• Mild fever
  • Decreased appetite and activity
  • Sneezing, mild coughing, “snotty nose,” or other respiratory signs may occur 2-5 days after your pet receives an intranasal vaccine.

More severe side effects, such as allergic reactions, may occur minutes to hours after vaccination. These reactions can be life-threatening and are medical emergencies. Seek veterinary care immediately if any of these signs develop:

  • Persistent vomiting or diarrhea
  • Itchy skin that may seem bumpy (“hives”)
  • Swelling of the muzzle and around the face, neck, or eyes
  • Severe coughing or difficulty breathing
  • Collapse
  • A small, firm swelling under the skin may develop at the site of a recent vaccination. It should start to disappear within a couple of weeks. If it persists for more than three weeks or seems to be getting larger, you should contact us.

Important note: Always inform us if your pet has had prior reactions to any vaccine or medication. If in doubt, wait 30-60 minutes following vaccination before taking your pet home.

Do exotic pets need vaccinations?

For some exotic pets, the answer is “yes.” Because exotic pets are prone to different diseases than cats and dogs, they require different vaccinations to ensure immunity. However, some exotic pets, such as reptiles, do not need vaccines. If you have an exotic pet, please ask about vaccinations your pet may need.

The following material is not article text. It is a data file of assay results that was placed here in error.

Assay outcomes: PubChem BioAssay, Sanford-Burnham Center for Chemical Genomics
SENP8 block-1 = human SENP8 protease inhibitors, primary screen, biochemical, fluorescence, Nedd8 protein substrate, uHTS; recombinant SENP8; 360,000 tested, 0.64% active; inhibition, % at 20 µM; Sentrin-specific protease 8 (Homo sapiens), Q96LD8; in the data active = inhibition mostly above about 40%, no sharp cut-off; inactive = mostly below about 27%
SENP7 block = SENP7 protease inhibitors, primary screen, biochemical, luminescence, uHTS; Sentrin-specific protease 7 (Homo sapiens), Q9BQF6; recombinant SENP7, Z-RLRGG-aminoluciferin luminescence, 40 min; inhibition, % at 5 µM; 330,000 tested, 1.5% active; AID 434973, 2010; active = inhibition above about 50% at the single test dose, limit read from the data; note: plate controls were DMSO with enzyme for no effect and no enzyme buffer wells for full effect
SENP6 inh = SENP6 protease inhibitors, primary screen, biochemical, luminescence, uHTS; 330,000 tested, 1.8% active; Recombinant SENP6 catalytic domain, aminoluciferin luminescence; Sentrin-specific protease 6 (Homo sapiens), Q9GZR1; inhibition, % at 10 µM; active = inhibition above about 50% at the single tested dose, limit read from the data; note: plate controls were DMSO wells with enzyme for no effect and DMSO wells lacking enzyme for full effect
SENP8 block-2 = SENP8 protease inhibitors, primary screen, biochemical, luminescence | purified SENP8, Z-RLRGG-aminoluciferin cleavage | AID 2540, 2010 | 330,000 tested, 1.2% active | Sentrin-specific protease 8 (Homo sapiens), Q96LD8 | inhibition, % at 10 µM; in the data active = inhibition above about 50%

There are a variety of diseases that affect our pets and other animals. Vaccination is vital to protect them from the many illnesses they are susceptible to. It’s essential to consult with us about the unique risks of living in our region. Don’t hesitate to contact us; we will be happy to discuss the benefits of protecting your pet with vaccinations and provide you with information on the required vaccinations for your pet.


Dr. Lisa Lowenstein
Braescroft Animal Clinic